Even after he was caught making an outrageously racist remark, Republican state Sen. Chris Buttars refused to resign. Buttars had criticized a revenue-sharing bill for school districts, saying, "This baby is black, I'll tell you. This is a dark and ugly thing." Buttars said he was sorry, but he apologized only after the Senate president announced that he'd caused "a breach of decorum." This was not enough for Jeanetta Williams, president of the Salt Lake branch of the National Association for the Advancement of Colored People, who said she was appalled by Buttars' language and urged him to quit. Buttars told the Deseret Morning News he wouldn't oblige: "I stand by my apology. That's it. This issue is done as far as I'm concerned." Well, maybe not entirely. Buttars later complained to the Salt Lake Tribune that he'd become the target of a "hate lynch mob," and added plaintively: "How do I know what words I'm supposed to use in front of those people?"
If you're going to deliberately plow your vehicle into a herd of antelope, it's a stupid idea to post pictures on the Internet. But there were the photos on an off-roading discussion board, along with a bragging account of what happened near Farson, Wyo.: "So here we are cruising down the road, jon (bonbon) driving and me sleeping when Jon wakes me up. ... I look ahead and there's a herd of about 20 antelope just standing in the road. ...we sped up. Most of the herd got out of the way, but two ... dumber ones turned back. ..." Accompanying photos showed "mangled and bloody antelope carcasses," reports the Associated Press, "a man giving a thumbs-up next to the blood-splattered grille of a pickup truck, and HA HA!!! written over the image of a severed antelope head." An anonymous tip on Wyoming's "Stop Poaching" Web site led authorities to the narration and photos, and one picture conveniently included the pickup truck's license plate. Now, 23-year-old Jonathan Hefner, a gas-field worker, has been charged with two counts of wanton destruction of big game, a misdemeanor punishable by up to a year in jail, and a $10,000 fine for each count. Hefner, who no longer works at National Oilwell Varco, has pleaded not guilty; others may still be charged.
Reed College in Portland, Ore., is crowing because it can boast that it possesses the earliest known recording of "Howl," Allen Ginsberg's legendary anthem for the Beat Generation. Ginsberg read his poem at Reed College a few months before it was published in 1956 to acclaim and controversy. Recently, literary scholar John Suiter came upon the tape in the college's library, where it had been cataloged, filed and forgotten for 52 years. The tape, which was made as Ginsberg read to students at a dormitory, doesn't contain the complete "Howl." Ginsberg quit before completing Part II, saying, "I don't really feel like reading any more. I just sorta haven't got any steam."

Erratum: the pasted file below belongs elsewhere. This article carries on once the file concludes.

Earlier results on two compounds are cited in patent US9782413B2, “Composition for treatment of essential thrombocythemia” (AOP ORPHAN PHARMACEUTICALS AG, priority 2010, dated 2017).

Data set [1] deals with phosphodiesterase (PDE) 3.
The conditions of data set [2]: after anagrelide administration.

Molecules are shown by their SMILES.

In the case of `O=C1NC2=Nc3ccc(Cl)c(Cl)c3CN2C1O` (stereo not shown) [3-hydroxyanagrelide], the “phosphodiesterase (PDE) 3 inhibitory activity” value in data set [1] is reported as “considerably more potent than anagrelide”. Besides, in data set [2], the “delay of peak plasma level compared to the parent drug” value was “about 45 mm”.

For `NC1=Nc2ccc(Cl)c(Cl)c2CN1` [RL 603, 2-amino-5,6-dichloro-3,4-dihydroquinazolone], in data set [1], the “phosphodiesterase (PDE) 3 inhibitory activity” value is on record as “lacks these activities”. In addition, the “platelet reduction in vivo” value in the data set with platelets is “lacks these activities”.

Fed up with armed nut cases invading schools to kill students, two state legislators from Mesa, Ariz., are writing a bill to give teachers and older students the right to bring loaded guns onto campuses, something the law now prevents. Gun owners, however, would have to obtain a state permit to carry their concealed weapons. "This way, nobody knows who has a concealed weapon," said Republican state Sen. Karen Johnson, one of the co-sponsors. Reaction at the Capitol has been "mixed," as the Arizona Daily Sun put it, with some legislators approving of arming teachers at schools and colleges -- but not students -- and others fearing yet more outbreaks of violence with so many armed people in classrooms. Phoenix Democratic Rep. Kyrsten Sinema had a practical concern: If police were called to an incident at a school, "How do they know who to stop when there's like 18 people wielding guns?"
Guns are busting out all over the political scene, including Washington, D.C., where an amendment to a reclamation bill for public lands would allow national park visitors to carry loaded and easily reached firearms. This amendment has nothing to do with guns, says Bill Schneider in NewWest.Net; it's about embarrassing the two Democratic senators vying for the presidential nomination. He suggests introducing a five-word resolution that every member of Congress must vote on: "We support the Second Amendment." Once that's out of the way, he says, "we won't have to deal with such counterproductive amendments and riders that have no relation to the legislation they delay or kill."
There's a real deal of a rental in the college town of Logan, Utah, reports the Herald Journal. There is one catch, however: You can rent the mobile home for $250 a month only if you "agree to milk cows two nights a week."
Betsy Marston is editor of Writers on the Range, a service of High Country News in Paonia, Colorado. Tips of Western oddities are always appreciated and often shared in the column, Heard around the West.